It’s unclear, however, how such a system would help to significantly ease the housing crisis, given the power the province wields in planning decisions, Taylor said.
The changes will be “immediate” Ford said, likely coming into force before the municipal election on October 24.
Tory is running for a third term as mayor in Toronto, while Ottawa Mayor Jim Watson has said he will not seek re-election.
A spokesperson for Watson said the mayor was on annual leave and would not be able to comment Wednesday.
The potential upheaval at Toronto and Ottawa city hall mirrors a controversial move Ford made in 2018, when he cut the size of Toronto city council in half before the last round of local elections.
In 2018, the municipal campaign was well underway when the Ontario legislature passed a law that reduced the number of council seats in Toronto to 25 from 47, aligning them with federal ridings.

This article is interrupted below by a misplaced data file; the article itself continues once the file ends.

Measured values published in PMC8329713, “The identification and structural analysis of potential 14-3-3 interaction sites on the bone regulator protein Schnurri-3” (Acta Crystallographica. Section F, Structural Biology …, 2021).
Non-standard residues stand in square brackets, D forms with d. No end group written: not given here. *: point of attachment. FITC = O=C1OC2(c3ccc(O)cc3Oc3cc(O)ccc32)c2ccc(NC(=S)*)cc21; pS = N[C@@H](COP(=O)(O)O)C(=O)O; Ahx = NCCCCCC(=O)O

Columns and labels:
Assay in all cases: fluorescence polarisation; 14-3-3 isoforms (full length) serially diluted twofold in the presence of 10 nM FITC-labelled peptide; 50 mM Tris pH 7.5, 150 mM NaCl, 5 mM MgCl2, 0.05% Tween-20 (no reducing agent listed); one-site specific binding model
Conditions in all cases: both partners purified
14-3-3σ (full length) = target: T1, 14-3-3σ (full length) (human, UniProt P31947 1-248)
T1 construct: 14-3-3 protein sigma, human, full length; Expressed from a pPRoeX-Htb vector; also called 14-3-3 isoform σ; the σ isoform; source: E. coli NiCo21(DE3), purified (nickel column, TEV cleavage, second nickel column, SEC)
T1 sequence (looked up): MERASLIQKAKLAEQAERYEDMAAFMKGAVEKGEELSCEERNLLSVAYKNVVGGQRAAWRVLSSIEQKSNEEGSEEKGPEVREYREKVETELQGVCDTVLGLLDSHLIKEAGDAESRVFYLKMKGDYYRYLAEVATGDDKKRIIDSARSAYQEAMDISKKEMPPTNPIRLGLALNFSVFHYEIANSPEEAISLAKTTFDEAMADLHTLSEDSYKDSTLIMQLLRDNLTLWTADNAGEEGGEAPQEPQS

Ford argued at the time that the change would streamline council operations and save $25 million.
The legislation is not expected to apply to other major cities in Ontario when it is introduced during a rare summer sitting, set to begin on Aug. 8.
Mississauga Mayor Bonnie Crombie told Global News she had “long been a proponent of broader municipal reform.”
“I’ve spoken to the Premier and asked that big cities like Mississauga be a part of this conversation moving forward,” she said.
“I also encourage the province to consult municipal leaders on broad scale reform and look forward to Mississauga being at the table for those discussions.”
A spokesperson for Brampton Mayor Patrick Brown said he “welcomes the discussion” around increasing mayoral power.
“He hopes that if Toronto and Ottawa receive new powers that other large municipalities would be considered in the future,” the spokesperson said in a statement.
— with files from The Canadian Press